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Film Reviews: Wednesday, May 04, 2005
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Larenz Tate and Ludacris look to steal themselves another car in ‘Crash.’
Crash
Starring Don Cheadle, Matt Dillon, Ryan Phillippe, Terrence Howard, Ludacris, Larenz Tate, Brendan Fraser, and Sandra Bullock. Written and directed by Paul Haggis. Rated R.
A D V E R T I S E M E N T
A D V E R T I S E M E N T
Unhappy Accidents

Crash and burn: This would-be modern epic trips over its own ambitions.

By KRISTIAN LIN

It didn’t take long for Crash to set off the alarm bells in my head. It happened as soon as Don Cheadle spoke the opening lines: “We’re always behind this metal and glass. It’s the sense of touch. In L.A., nobody touches you. I think we miss that sense of touch so much that we crash into each other just so we can feel something.” Oh, crap.
Of course, immediately after that little speech, the camera pulls back to reveal that Cheadle is playing a cop who has just been involved in a car accident, while his partner (Jennifer Esposito) turns to a paramedic and says, “I think he hit his head.” After that bit of self-deflating wit, though, the movie quickly reverts to its insufferable pretentiousness and devolves into a heap of junk.
Crash isn’t based on J.G. Ballard’s novel about people who are sexually aroused by car crashes, which David Cronenberg made into a film in 1996. Instead, this directorial debut by screenwriter Paul Haggis (fresh from his Oscar nomination for Million Dollar Baby) is one of those movies that aims to be a panoramic portrait of lives being lived and occasionally intersecting in the melting pot of Los Angeles, from the mansions of Beverly Hills to the barrios on the east side and the ghettos in South Central. Crime thrillers like L.A. Confidential and The Limey seem to do this better than straightforward dramas like Magnolia or Short Cuts, but this movie most strongly recalls a much lesser film than any of those — Lawrence Kasdan’s 1991 effort Grand Canyon. They’re both overwrought creations from writers who’ve obviously lived the sheltered Hollywood life for too long.
The characters are introduced to us one by one: Cheadle’s cop negotiating a ramshackle system; a D.A. (Brendan Fraser) whose wife (Sandra Bullock, clearly relishing the chance to play a hateful bitch) seethes with anger after being mugged; a couple of carjackers (Ludacris and Larenz Tate, an effective comedy team despite their clichéd characters) carrying on a running debate about how society keeps the black man down; an African-American Hollywood tv director (Terrence Howard) whose job subjects him to casual racism on a daily basis; a virulently racist cop (Matt Dillon) showing a new partner (Ryan Phillippe) the ropes; a Hispanic locksmith (Michael Peña, who turns in the best performance here) who’s just moved his family to a safer neighborhood; and a hotheaded Iranian store owner (Shaun Toub) with a shaky command of English and a belief that all Americans are out to cheat him — bad combination, that one.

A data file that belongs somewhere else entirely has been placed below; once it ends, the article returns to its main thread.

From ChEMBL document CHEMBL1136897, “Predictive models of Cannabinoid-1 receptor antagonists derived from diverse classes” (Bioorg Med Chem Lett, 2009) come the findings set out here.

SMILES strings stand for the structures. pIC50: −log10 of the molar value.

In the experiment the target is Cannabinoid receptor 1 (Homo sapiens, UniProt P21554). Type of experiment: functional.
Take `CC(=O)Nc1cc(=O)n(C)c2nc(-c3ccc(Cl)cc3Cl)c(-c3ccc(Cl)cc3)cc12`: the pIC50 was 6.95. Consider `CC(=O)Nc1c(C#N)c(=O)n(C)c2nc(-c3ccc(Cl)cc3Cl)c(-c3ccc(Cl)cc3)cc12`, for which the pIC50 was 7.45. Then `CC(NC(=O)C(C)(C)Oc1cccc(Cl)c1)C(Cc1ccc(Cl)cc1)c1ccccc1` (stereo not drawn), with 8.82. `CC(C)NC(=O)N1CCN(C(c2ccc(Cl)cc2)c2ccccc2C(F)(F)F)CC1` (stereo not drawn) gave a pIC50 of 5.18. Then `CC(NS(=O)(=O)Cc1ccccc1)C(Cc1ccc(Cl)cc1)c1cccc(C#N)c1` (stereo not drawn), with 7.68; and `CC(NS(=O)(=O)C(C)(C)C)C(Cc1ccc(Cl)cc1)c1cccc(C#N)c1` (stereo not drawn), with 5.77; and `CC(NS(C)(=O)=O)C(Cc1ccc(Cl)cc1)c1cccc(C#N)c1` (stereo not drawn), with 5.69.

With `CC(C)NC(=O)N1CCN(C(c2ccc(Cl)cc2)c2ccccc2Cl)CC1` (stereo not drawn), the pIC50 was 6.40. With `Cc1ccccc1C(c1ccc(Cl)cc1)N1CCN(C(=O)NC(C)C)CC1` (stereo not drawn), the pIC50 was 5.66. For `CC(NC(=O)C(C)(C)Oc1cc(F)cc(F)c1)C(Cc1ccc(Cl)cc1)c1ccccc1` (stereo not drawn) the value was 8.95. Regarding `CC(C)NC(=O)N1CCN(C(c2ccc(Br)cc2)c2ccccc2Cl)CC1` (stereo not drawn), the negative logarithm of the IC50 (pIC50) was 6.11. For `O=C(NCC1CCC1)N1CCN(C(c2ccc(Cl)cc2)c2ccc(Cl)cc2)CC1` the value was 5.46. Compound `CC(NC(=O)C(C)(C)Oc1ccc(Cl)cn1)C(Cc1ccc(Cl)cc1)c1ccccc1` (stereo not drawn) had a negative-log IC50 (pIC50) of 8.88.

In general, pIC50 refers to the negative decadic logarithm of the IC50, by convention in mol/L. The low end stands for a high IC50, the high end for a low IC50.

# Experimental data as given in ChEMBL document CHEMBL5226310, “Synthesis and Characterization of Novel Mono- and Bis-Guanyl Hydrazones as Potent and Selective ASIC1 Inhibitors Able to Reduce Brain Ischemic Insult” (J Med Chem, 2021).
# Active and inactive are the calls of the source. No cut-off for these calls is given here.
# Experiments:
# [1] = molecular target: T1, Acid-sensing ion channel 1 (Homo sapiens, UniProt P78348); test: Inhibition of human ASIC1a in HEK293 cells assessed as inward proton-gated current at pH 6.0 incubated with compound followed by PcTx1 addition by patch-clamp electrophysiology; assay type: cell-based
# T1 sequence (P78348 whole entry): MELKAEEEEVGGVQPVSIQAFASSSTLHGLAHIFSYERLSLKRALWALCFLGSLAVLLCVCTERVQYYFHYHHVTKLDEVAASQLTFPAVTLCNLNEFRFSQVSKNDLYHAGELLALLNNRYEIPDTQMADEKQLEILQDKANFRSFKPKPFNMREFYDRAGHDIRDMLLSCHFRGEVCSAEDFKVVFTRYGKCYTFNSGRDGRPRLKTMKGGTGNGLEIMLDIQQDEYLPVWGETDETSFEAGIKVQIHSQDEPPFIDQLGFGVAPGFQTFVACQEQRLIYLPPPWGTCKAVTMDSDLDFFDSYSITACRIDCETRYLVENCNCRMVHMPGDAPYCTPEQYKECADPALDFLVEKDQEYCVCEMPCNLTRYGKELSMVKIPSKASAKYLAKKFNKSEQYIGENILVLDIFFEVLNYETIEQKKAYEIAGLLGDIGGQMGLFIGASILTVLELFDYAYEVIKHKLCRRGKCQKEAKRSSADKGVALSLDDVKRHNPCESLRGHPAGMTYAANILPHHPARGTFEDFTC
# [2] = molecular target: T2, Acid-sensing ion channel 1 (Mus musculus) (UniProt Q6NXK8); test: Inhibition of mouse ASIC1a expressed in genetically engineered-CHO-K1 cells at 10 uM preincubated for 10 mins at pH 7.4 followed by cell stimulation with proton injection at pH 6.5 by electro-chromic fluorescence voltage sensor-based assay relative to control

The far-flung storylines are supposed to make us see the world from the point of view of each of these ethnically diverse characters in turn. The movie clearly wants to be a searing take on race relations in America. It achieves this in precisely one scene, when Cheadle’s detective talks to a white assistant D.A. (William Fichtner) who’s helping make a scapegoat of an abusive white cop who has killed an African-American fellow officer, who may have been crooked. The lawyer’s spiel justifying his actions is a masterpiece of obfuscation — his racial prejudice is easy to see, yet he believes he’s above such things, and his act is so smooth that he convinces himself it’s true. The rationalizing, blindness, and hypocrisy in this character feel very real.
That scene stands out in a film that otherwise has all the subtlety of a sledgehammer. Its other exchanges fall into the same depressing pattern of people getting mad at each other and revealing their prejudices. It’s like none of these characters has that impulse in their brain that tells them when they might be better off keeping their bigotry to themselves. All these racially charged confrontations generate a lot of heat but little light, and the repetition grows wearisome. Resorting to unbelievable coincidences and shameless emotional manipulation, the story contains dramatic ironies that would be shot down in a freshman creative writing course (one carjacker’s ultimate fate, the identity of the detective’s brother, the racist cop’s act of redemption). The violent encounter between the store owner and the locksmith is so unspeakably cheap that it has to be seen to be disbelieved.
The movie might have benefitted from a two-and-a-half to three-hour running time, allowing for more character development and making the plot contrivances seem less contrived. Then again, with Haggis’ relentless, self-important insistence that he’s telling the story of The Way We Live Now, maybe it’s better that the film is only 105 minutes. Hyperventilating and low on brain cells, Crash aims for the sky but only falls on its ass.


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